“Path to Pacific Trade Show’ – An enterprising step forward

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The Cloud was abuzz this past weekend hosting the ‘Path to Pacific Trade Show’ that packaged and brought to New Zealand the very best of our enterprising Pacific Islands. The day featured many traditional products such as tivaevae’s, ei katu’s, pearls from Manihiki, “organic jams and coconut soap from Fiji; rare gems and stunning handicrafts from the Solomon Islands; fashion, bilum weaves, coffee and baskets from Papua New Guinea; jewellery, garments and tapa art.”

“Hosted by New Zealand-based Pacific Trade Invest (PTI NZ), the economic development agency of the Pacific Islands Forum Secretariat, the trade show is part of PTI NZ’s Path to Market programme – an export capability building initiative for Pacific Island companies to export into New Zealand, helping boost employment and entrepreneurship in the islands.”

Ian Furlong, Trade Development Manager for PTI NZ, was inspired by what CIDANZ’s cooperative model has been doing for local communities and families; inviting our organisation to be a part of the Trade Show. We were able to feature many of our families, including the arts and crafts from members of the Taokotai’anga Vainetini Collective, Tarani Crafts, AMD Youth Enterprise, and respective craft-makers across Auckland. Of those families featured was also couple Jessica and Paul Rawiri, owners of SaMaori Coffee.

Creating pathways into the market has been part of our organisations goals to help our families achieve their enterprising dreams. We extend our warmest regards to Ian and PTI NZ for a wonderful and successful event.

Mini Pasifika Pop-Up at Kirkbride Road, Mangere

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In light of recent events, the last day of Polyfest and the whole of the Pasifika Festival was cancelled.

Statement from Auckland Tourism, Events and Economic Development’s General Manager Destination, Steve Armitage:

“Given the need to prioritise police resourcing following the terrible events in Christchurch, we have today decided to cancel the Pasifika Festival for the coming weekend, 23 and 24 March.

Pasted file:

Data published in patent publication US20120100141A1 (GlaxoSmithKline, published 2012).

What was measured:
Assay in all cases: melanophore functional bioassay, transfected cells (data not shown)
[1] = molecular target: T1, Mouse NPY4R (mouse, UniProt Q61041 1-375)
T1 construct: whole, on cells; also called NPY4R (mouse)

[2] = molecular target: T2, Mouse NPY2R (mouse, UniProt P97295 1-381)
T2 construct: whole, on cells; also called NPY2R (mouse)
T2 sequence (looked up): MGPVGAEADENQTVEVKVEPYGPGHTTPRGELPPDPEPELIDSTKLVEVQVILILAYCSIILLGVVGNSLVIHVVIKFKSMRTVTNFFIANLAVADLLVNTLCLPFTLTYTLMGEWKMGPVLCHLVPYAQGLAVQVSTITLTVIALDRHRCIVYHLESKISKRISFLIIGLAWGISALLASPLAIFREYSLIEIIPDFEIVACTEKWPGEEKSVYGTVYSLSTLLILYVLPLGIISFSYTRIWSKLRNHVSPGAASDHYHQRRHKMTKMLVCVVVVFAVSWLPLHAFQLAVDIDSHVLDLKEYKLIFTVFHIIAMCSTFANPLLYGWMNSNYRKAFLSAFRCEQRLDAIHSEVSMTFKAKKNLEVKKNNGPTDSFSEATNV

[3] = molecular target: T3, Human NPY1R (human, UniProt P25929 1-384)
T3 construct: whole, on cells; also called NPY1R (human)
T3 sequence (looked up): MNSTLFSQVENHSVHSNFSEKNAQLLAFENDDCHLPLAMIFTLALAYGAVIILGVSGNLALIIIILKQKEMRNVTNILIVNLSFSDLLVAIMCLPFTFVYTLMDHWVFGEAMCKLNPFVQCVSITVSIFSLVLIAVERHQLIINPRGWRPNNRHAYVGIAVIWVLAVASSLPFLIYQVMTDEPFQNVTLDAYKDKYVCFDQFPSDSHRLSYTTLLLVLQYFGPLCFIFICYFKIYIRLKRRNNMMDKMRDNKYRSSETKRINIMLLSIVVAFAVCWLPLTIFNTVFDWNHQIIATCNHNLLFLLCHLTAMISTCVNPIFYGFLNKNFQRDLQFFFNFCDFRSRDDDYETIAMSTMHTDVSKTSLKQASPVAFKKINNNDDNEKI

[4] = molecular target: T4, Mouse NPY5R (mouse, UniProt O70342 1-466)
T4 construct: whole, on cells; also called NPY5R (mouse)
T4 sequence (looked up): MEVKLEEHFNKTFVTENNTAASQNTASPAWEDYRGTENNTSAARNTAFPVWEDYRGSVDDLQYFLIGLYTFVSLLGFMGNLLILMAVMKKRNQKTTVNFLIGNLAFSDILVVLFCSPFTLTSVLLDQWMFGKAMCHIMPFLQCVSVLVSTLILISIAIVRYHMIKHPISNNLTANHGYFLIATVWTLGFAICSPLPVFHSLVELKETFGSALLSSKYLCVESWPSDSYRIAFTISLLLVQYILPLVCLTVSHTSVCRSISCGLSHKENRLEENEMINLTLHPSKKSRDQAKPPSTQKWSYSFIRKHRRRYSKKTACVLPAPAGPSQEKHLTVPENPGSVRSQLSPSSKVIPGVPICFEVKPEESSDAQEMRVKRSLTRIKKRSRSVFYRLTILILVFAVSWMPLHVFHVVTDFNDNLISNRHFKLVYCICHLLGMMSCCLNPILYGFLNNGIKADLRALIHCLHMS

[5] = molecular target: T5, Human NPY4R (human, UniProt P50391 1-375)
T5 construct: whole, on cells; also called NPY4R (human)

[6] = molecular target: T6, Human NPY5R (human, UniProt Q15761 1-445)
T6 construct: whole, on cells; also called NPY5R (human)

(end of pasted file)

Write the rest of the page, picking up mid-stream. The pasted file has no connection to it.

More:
Initial discussions with New Zealand Police gave us hope that through the festival we would be able to bring Auckland’s communities together at this time of national mourning.

However, given the unprecedented nature of what has happened, we appreciate and respect that the New Zealand Police must prioritise resourcing to ensure the safety of all our communities across Tāmaki Makaurau.

Pasifika Festival will return bigger and brighter than ever in 2020.”

Many were disappointed with the outcome, but understood ATEED’s position on the matter. However, stall holders who had spent months preparing for these events, have been left without support and with beautiful products they intended to sell at these festivals.

To support those stall holders who had invested in traveling here from our beautiful Cook Islands, we are hosting a mini pop-up at CIDANZ today and tomorrow. This is the opportunity for us to still get our Pareu’s, Eei Katu’s, Drums and Ukes all the way from the Cook Islands. Which leaves the questions, when and where?

When: 21 – 22 March, 2019, midday to 8.30pm 

Where: CIDANZ HQ, 283 – 289 Kirkbride Road, Mangere. 

Pa Metua Super Gold Club Goes to Waiheke

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Led by our Ambassador Nana Kamo-Mataroa, our Pa Metua Club went to Waiheke Island on March 12th, 2019.

The Club was officially launched on October 2, 2018 with twelve new members pledging three things: to share and preserve their cultural knowledge for future generations, to document in a journal their insights and experiences; and to guide and nurture new and existing leadership in the community. “This club is for our 65+ year olds because like Auntie Nana, we value our elders and their place in our communities. We wanted to create a space where they were able to come and be among others, to share their cultural knowledge, experiences, insights, and mostly just to connect with those who understood them. During the time since the group’s formation, we’ve learned that most of them are at home alone. Their children have either moved on to raise their own families, or their partner has passed away. For some it’s a very lonely time in their lives” says Rouruina Emil’e-Brown, CE of CIDANZ. “There are treasures within their lives that we want to learn from and to preserve, like our language and the different dialects we have in our small nation alone. Most of these dialects have been taught through songs, dances and legends. Through the simple act of transcribing their thoughts in their dialect in a journal, they’re taking a step towards preserving those dialects.”